Many people ask, "What happens to the birds after they're released?" A miracle of nature enables them to find their way home from great distances. Keen senses of hearing, smell, and sight, and the ability to read magnetic fields are thought to be some of the tools they use to complete their successful journey home.
The birds are in no way harmed -- in fact, they are capable of flying much further than we are willing to send them (some exceptional birds have been known to return home from over 600 miles). Since their health, happiness and safety are our foremost concerns, their flights are limited to around 30 miles (besides, we worry.) A release is always scheduled early enough to allow them to get home, fed, and safely on their perches before sunset.
While "dove" is the term we use symbolically, our flocks are actually pure white homing pigeons. What is the difference between pigeons and doves? None. Pigeons are doves. Doves are pigeons. The white racing homers we see today, used in dove releases, are descended from the rock dove. These beautiful athletes in the sky have come about through man's intervention using selective breeding over many thousands of years. Our homing pigeons are selectively bred and are not the same as the pigeons you might see in the city parks.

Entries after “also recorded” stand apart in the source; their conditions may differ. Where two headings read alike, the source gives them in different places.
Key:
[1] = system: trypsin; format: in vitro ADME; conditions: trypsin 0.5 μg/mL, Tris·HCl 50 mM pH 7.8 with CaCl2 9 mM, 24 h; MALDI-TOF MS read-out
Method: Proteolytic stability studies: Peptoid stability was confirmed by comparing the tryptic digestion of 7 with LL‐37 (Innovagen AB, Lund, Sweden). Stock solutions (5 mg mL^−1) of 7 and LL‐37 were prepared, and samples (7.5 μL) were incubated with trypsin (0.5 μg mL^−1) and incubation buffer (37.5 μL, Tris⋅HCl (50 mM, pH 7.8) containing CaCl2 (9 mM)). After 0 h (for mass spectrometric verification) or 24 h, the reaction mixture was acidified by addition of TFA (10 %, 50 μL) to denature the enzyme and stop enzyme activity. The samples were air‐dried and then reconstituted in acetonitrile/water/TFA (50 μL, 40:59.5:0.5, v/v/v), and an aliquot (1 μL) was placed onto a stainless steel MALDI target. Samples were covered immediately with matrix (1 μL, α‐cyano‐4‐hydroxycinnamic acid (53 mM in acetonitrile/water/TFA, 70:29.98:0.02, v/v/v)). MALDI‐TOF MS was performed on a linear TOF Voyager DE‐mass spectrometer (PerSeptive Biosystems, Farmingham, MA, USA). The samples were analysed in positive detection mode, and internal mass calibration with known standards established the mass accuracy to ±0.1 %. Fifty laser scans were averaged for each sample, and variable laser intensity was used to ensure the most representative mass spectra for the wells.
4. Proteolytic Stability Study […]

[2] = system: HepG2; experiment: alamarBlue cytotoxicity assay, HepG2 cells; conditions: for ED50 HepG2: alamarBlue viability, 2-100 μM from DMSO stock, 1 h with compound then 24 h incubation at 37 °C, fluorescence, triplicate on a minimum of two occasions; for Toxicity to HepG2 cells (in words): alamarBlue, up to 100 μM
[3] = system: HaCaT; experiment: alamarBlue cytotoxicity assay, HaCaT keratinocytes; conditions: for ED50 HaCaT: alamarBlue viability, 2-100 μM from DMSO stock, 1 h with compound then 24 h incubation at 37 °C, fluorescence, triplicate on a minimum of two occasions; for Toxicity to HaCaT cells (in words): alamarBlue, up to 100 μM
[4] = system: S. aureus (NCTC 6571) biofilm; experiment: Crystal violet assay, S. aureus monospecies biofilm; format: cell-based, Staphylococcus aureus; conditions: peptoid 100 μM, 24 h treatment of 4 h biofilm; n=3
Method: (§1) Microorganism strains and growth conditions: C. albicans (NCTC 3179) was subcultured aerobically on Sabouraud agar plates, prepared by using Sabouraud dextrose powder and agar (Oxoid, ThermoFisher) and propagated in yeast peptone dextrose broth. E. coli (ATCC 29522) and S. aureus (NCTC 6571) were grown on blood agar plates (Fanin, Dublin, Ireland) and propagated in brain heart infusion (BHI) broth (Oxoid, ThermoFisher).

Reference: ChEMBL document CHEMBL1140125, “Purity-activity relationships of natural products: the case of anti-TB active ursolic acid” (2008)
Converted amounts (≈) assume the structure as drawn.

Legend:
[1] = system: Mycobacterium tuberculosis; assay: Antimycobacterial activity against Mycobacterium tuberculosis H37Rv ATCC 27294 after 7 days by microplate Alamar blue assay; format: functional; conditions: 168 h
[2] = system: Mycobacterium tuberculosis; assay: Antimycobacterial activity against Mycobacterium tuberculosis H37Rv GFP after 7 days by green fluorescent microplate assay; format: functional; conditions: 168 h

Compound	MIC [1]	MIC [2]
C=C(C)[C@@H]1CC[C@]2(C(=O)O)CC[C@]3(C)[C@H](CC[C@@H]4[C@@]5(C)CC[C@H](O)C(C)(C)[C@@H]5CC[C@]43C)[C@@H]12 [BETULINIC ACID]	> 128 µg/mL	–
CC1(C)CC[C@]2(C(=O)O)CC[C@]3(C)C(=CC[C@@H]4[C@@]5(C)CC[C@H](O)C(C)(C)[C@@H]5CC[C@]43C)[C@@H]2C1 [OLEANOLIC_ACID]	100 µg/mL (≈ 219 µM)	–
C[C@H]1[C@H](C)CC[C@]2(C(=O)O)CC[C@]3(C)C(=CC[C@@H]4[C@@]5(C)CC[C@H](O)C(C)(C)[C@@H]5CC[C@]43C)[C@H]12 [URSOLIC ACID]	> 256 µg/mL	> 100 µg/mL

Will the birds leave droppings on my guests as they fly overhead? No. They are not fed until after your event so they won't embarrass themselves or your guests.
Homing pigeons are fascinating creatures. Both the hens and cocks share equal responsibility for brooding the eggs (two per clutch) and raising their babies. The male pigeon is the only animal of its gender capable of manufacturing food in his body for his young.It is a high-fat, high-protein substance called pigeon milk and, fed several times a day, produces an adult-sized youngster at three weeks (that's why you never see a baby pigeon!) Their incredible homing instinct is a wonderful topic for study, and White Dove Release has even made "show & tell" presentations at elementary schools. Raising pigeons is a wonderful hobby and will keep kids fascinated and well occupied during potentially difficult ages.
Are birds clean? Do they carry diseases? Our domestically raised birds pose no threat to humans or animals. They are vaccinated and wormed for diseases on a regular schedule. Birds love to bathe and keep themselves clean. On the day of your special event, before the birds are loaded up, they will have taken their daily baths.